David: (On how much "One Summer" has influenced his fellow actor and his fans in general) I get it in retrospect. Because at the time I wasn't aware of that at all. In Liverpool I remember it being very big, but in a cultish sort of way. A lot of young kids liked it - and again people of my age. It sort of captured the imagination. But never in my wildest dreams did I think that other people in the rest of the country were having that reaction as well. Then I came down to London and to drama school and people in drama school said to me they'd watched it and thought it was fantastic. So I hadn't really understood the impact that it had had. Really it wasn't until - you know over the years it was the one thing that people kept coming back at me and saying 'Oh I remember you when you did that and that was great' and with all the work I've done since - I get letters from people saying how much they've enjoyed that, and that they'd know of me since I was in One Summer. It's so weird you know. Obviously it's had - the website has proved it - it's stuck in people's minds.
David: (Answering a question if him and his wife discuss Sigmund Freud - her great-grandfather - and his works) My conversations with my wife tend to revolve around who's picking up the kids. Although for years I was aware of some sort of lineage thing. But now whenever I hear 'Freud' its always about my wife, and not some guy with a grey beard and glasses.
David: (On "One Summer" his first television role) I can trace everything back to that point. The series did very well, and from that day on I had a currency. I became David Morrissey, not just that guy.
David: (On why his personal life doesn't have to inform in all his performances) If the writing's strong enough, you shouldn't have to draw on bad experiences, but the thing for me is that I have played a lot of people who are going down the toilet, or seem to have major problems. I got to a point where I said to my agent, 'I'd like to do some comedy!' And the next thing you know I get Blackpool, this fucking singing and dancing thing. And even in that, though I loved doing it, my character's having a fucking nervous breakdown! But then I like characters that sort of kick me up the arse.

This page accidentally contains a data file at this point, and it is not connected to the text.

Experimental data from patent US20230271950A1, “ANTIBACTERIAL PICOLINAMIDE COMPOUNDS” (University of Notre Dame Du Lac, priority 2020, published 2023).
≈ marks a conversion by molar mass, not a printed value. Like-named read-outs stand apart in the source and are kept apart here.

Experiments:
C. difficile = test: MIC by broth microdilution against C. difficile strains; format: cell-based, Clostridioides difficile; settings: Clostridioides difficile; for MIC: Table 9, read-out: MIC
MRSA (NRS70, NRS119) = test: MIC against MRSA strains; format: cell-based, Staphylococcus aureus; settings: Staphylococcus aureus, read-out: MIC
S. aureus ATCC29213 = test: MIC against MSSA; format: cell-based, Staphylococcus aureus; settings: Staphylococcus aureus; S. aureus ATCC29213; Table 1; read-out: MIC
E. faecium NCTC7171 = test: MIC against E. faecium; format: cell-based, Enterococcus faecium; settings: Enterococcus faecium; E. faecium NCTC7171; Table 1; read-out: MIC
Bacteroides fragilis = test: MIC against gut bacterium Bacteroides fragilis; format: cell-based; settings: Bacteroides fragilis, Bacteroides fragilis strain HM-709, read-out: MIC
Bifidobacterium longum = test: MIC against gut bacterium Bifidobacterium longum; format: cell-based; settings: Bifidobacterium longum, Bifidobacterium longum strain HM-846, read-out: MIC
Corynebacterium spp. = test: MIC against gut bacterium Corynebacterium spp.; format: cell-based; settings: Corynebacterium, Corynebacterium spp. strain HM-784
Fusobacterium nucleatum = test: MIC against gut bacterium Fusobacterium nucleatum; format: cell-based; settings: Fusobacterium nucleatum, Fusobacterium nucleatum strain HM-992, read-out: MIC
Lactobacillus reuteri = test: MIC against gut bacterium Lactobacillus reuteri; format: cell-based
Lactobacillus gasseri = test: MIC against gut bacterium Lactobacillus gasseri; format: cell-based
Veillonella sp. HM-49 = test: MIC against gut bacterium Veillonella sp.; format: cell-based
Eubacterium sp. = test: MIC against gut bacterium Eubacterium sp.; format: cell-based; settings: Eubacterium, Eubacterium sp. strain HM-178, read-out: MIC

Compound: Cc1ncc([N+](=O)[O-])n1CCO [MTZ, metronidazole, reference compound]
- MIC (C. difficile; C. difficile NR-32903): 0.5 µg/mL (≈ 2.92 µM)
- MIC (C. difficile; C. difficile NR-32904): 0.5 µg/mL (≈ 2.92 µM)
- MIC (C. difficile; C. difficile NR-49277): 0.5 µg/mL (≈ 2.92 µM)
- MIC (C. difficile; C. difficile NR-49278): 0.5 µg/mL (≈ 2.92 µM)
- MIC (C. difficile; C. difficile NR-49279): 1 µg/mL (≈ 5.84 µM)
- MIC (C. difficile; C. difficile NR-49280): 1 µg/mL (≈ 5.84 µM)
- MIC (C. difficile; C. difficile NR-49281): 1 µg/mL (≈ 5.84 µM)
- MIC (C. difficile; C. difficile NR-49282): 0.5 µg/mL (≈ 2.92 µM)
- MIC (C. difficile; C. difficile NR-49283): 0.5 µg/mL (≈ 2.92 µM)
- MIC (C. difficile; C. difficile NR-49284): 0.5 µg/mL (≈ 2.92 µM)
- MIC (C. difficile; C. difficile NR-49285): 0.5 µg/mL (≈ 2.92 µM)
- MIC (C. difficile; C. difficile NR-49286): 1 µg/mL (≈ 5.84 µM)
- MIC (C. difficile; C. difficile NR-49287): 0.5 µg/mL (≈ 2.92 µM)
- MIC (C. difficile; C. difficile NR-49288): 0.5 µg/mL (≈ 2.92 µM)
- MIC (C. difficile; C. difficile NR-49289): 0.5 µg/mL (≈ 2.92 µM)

David: (On his father's death when he was only a teenager) It never goes away, the death of a parent when you're a kid.
David: (Commenting on his busy schedule and how hard it is to do everything he wants to do) If it was making me miserable, I'd get out, but it doesn't! It fuels me! That's why I'm taking on more things, because I feel that it's actually fucking great!
David: (On discussing a role for "Our Mutual Friend" with his friend and director of the miniseries Julian Farino who did cast him as Bradley Headstone) I told my friend, Julian Farino, who was the director, 'Oh I love that book, I'd be great as Eugene Wrayburn.' He said, 'No, I'm thinking of you for Bradley Headstone.' And I said, 'Don't be ridiculous, that's not me.' But then I read the script and thought, 'Actually this isn't a bad part.' He (Bradley Headstone) is seen as a mad villain, but in fact he's just an unloved person who keeps on getting it wrong. I could see what a big issue was for him, which eventually tips him over into madness.
David: (On the opinion he has about drama school while attending it and how his opinion has changed through the years) I had an inverted snobbery about it. I thought they were trying to change me in a way that I didn't want to change. I thought they were trying to make me into a bland person. They wanted me to speak RP, to do the Alexander technique, so that I could walk in any way, and I resisted that, stupidly, because I just thought, 'I want to be the guy I am, I've got things to say.' Which was all bollocks.